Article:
Blythe Hill is the founder of an international movement that raises awareness of sex trafficking and supports the work of anti-trafficking and aftercare organizations.
So often we learn about global problems and feel powerless to do anything about them. I love how Blythe’s work offers a way for anyone to help— for anyone to give their time, energy — to take what you have, by way of interests and opportunities, and put it to work for something big in the world.
She’s taking a problem that can feel far away, and offering an invitation to become part of the solution.
I left this conversation feeling inspired and encouraged. I’m so grateful for the work she does, and that she’s the one leading her organization
I have a friend who took her dream job a couple of years ago. She was thrilled. It was a job doing work that she dreamed of doing. The organization was doing the work that she felt called to. She would get to travel for a few weeks a few times a year to some really great locations. The role was a great fit for her.
It all felt too good to be true.
But it wasn’t. It was really that good! For a while…
“It was fun to have the majority of my life completely up in the air,” said no one ever.
Change can do a lot things. Change can make life better. Change can fix big problems. Change can get you more money, more time, more meaning, more impact. And change can leave you with less of those things.
But no matter what, change is painful.
Why? Because even the most adventurous of us like to feel comfortable sometimes. We like stability and consistency in many parts of life.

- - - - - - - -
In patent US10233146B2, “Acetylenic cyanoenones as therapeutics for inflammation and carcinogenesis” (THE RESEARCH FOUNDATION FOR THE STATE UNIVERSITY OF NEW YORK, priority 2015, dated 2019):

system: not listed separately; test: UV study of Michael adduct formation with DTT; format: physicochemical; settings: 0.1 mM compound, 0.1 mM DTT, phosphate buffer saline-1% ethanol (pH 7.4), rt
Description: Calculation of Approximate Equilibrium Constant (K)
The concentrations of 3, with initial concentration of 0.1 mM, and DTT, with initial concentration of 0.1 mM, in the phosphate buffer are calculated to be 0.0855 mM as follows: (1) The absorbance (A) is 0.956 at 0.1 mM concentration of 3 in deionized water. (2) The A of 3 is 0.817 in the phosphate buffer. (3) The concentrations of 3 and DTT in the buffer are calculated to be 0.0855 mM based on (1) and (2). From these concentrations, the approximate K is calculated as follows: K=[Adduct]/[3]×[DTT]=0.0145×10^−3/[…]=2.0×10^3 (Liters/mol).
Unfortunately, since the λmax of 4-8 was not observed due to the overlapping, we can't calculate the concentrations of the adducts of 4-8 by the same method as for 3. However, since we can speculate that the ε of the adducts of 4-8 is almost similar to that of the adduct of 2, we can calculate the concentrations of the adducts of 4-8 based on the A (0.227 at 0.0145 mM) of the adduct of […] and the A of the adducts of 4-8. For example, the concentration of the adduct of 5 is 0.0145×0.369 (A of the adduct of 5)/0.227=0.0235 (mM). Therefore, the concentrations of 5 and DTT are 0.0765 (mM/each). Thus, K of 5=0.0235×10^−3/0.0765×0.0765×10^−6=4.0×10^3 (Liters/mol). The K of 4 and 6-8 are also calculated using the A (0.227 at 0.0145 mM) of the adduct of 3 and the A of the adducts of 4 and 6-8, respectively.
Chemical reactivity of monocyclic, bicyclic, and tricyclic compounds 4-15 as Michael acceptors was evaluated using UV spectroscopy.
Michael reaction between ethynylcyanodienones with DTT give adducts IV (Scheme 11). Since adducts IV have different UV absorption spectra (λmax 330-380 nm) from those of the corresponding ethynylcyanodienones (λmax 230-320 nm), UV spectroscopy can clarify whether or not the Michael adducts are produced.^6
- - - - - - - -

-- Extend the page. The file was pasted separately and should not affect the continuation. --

The hard truth is that finding purpose, passion, and calling requires a great deal of change.
As a result, few enter fully into the quest for meaning without some outside force initiating it. That’s not a bad thing, it’s just how it is.
I went to a going away party for a friend not long after I started this blog. I was excited. This was the birth of a dream. It was scary, fun, and vulnerable.
It’s vulnerable to make something you care about public. Suddenly all of your dreams and hopes manifest in something that people can interact with and respond to. And they will respond.
Sometimes the response is a swell of goodness and resonance. Other times you get push back, questioning looks, and even criticism.
Most times it’s some mix of both.
I ran into a friend at this party and she mentioned the blog and how excited she was for what I was doing. I was thrilled to talk about it— it was all so fresh. I pulled out some cards I made for the site that I was equally excited about.
That’s when I became aware that someone else had entered the room. My friend turned and introduced me to a big man in a bright Hawaiian shirt. Within seconds I noted how he carried himself with a cocky swagger and a certain coolness.
He took my card from my friend and said, “What’s this?”